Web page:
Whenever a patient is delivered health care, a record is created of the observations, medical or surgical interventions, and treatment outcomes. This information includes data provided by the patient including symptoms, the results of examinations, reports of x-rays and laboratory tests, diagnoses, and treatment plans. Medical records and health information technicians inspect and review these records for completeness and accuracy.
Technicians compile patients’ health information, and ensure that the patients’ initial medical charts are complete, that all forms are completed, properly identified ,authenticated, and that all needed information has been input to the computer. Routinly, they communicate with physicians and other health care providers to check diagnoses or to get more information. Technicians regularly use medical computer programs to tabulate and analyze data for the purposes of improving patient care, controlling costs, provide documentation for use in legal actions, or use in clinical studies.
Medical records and health information technicians’ duties are very much related to facility size. Technicians might specialize in one aspect of health information or might supervise health information clerks and transcriptionists In large to medium-size facilities, while a medical records and health information administrator manages the department. In smaller facilities, a credentialed medical records and health information technician could very well manage the whole department
Although Medical records and health information technicians are primarily employed in the health provider industries, a small number work for other types of entities such as pharmaceutical firms, clinical research organizations and others.
Following is data from the United States Bureau of Labor Statistics regarding salaries. The information was assembled in May 2009 and is the most current available.
Medical records and health information technicians employed in a hospital can expect to earn a mean salary of $35,870, if employed by a physician’s office the mean salary is $28.460, a nursing care facility pays a mean salary of $33,100 and an outpatient care center’s mean salary is $30,650.*
In non-patient care settings the Bureau reports that those who work in the Federal Executive Branch earn a mean salary of $45,120 while in pharmaceutical and medicine manufacturing it is $61,210, the mean in business, professional, labor, political, and similar organizations is $45.850 , while in other support services it is $44,270 and clinical research organizations have a mean salary of $42,050.*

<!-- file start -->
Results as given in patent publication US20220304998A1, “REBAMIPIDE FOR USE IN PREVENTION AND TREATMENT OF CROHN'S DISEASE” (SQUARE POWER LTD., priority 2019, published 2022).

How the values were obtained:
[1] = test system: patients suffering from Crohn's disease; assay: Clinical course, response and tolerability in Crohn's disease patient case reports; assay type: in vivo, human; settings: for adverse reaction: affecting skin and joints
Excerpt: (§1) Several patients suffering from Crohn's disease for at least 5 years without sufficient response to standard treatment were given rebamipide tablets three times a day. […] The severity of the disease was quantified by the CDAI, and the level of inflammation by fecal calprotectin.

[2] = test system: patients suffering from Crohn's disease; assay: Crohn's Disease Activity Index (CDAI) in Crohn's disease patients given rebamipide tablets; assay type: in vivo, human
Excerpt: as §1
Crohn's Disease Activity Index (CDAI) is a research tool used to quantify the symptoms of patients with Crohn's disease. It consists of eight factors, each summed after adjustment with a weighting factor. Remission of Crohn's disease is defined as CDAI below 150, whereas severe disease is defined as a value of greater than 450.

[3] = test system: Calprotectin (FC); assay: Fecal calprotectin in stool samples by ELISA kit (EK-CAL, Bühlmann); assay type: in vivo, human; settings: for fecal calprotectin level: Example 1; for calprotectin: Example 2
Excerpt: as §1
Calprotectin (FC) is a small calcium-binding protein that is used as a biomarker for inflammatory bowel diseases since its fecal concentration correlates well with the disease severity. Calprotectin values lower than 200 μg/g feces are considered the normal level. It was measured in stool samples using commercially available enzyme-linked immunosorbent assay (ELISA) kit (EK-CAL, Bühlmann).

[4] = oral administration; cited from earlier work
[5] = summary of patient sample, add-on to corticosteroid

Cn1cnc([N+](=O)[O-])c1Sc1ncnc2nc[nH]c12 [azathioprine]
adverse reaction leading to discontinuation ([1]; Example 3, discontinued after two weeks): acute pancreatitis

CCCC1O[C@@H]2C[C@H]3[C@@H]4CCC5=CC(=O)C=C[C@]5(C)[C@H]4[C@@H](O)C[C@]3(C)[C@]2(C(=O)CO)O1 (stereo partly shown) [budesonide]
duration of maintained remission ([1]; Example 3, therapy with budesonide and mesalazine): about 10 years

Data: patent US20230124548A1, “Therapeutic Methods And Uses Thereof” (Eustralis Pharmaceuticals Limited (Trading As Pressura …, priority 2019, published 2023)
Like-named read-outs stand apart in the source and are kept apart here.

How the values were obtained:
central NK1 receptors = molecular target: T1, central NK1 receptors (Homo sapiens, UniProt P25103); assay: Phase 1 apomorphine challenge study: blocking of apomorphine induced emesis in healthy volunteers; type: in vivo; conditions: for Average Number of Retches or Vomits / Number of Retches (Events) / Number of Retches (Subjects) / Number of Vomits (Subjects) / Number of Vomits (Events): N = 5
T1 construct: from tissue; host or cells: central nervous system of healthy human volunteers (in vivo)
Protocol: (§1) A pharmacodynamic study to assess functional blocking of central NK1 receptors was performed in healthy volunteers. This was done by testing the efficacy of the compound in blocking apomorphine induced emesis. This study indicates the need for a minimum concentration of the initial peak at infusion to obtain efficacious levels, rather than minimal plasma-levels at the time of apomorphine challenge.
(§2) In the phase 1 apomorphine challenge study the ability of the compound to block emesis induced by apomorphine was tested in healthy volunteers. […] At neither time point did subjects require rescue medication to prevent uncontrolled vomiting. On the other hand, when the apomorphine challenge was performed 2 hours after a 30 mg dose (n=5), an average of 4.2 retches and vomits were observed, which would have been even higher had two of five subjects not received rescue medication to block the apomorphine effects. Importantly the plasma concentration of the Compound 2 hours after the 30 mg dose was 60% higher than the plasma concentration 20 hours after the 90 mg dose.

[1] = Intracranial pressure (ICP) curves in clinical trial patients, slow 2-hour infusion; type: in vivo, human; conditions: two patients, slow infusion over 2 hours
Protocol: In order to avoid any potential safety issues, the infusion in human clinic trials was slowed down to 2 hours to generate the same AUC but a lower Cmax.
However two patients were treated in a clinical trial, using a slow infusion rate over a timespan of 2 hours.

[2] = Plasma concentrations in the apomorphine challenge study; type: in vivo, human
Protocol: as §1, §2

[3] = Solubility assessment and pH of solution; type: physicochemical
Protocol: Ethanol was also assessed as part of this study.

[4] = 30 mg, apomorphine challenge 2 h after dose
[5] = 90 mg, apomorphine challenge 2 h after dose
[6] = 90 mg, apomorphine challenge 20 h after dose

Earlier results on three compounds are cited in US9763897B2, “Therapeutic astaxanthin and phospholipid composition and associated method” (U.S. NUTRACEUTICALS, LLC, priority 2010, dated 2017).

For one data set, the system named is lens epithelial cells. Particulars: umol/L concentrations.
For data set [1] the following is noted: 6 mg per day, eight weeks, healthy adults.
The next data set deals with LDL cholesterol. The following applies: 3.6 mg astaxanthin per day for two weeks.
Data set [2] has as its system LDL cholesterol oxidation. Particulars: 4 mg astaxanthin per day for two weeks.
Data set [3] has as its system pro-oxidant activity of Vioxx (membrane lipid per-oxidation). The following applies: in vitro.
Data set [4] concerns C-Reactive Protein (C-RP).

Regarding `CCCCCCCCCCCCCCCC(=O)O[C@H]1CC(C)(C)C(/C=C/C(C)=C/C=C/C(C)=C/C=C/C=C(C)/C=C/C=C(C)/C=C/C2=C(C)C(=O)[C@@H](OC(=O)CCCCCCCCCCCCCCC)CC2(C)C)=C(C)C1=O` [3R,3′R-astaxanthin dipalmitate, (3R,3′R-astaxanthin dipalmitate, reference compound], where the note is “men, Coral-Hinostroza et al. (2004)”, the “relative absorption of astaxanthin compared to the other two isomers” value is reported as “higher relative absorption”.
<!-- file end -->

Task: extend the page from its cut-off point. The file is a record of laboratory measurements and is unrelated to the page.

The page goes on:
*According to the BLS, http://www.bls.gov/oco/
Training and Education Requirements
As a minimum, medical records and health information technicians who just beginning their careers, usually have an associate degree from a community of junior college. In addition to the usual core courses, degree specific courses in medical terminology, coding and abstraction of data, anatomy and physiology, statistics, database management, quality improvement methodology and computer training are required. Students who have high school biology, chemistry, health and computer course work may have an edge in the admissions process.
Job Description and Outlook
Medical records and health information technicians usually are employed by health care providers such as hospitals, nursing home and clinics. In terms of employment numbers, medical records and health information technicians comprise around 170,000 jobs in the US. About 2 out of 5 jobs are in hospitals. Usually medical records and health information technicians work with computerized systems that maintain reports on patients. The primary task of a medical records and health information technician is to make sure that the medical records is complete and correct. In order to do this they track patient medical histories, examine records to ensure all forms are included in the record and signed, and ensure that the record information is correct and available to doctors and nurses.
Maintenance of proper medical records is vital for insurance purposes and/or in the event the patient returns to the provider.
These records must be maintained for insurance purposes and in the event the patient returns to the facility.
Medical records and health information technicians also collect information from the records such as disease, length of stay, and other information that can help doctors and scientists conduct research.
As in so many health care occupations, specialization is also available for medical records and health information technicians. Areas of specialization include:
- Coding patients’ medical information for insurance purposes
- Tumor Registry
Employment for medical records and health information technicians is anticipated to grow more than average. Job prospects are excellent, especially for technicians with experience in medical coding.
The employment rate for this position is estimated to be 18% through 2016. This is more rapid than for any other occupation and is due to the effects of the new health care legislation passed in 2010 that includes calling for an electronic medical record as well as because of the demands placed on providers by insurance companies, government and private regulators, courts and patients.*
*According to the BLS, http://www.bls.gov/oco/
These jobs will be in doctor’s offices (particularly large group practices), home health care services, outpatient care centers, nursing facilities and residential care facilities and to a lesser extent hospitals.
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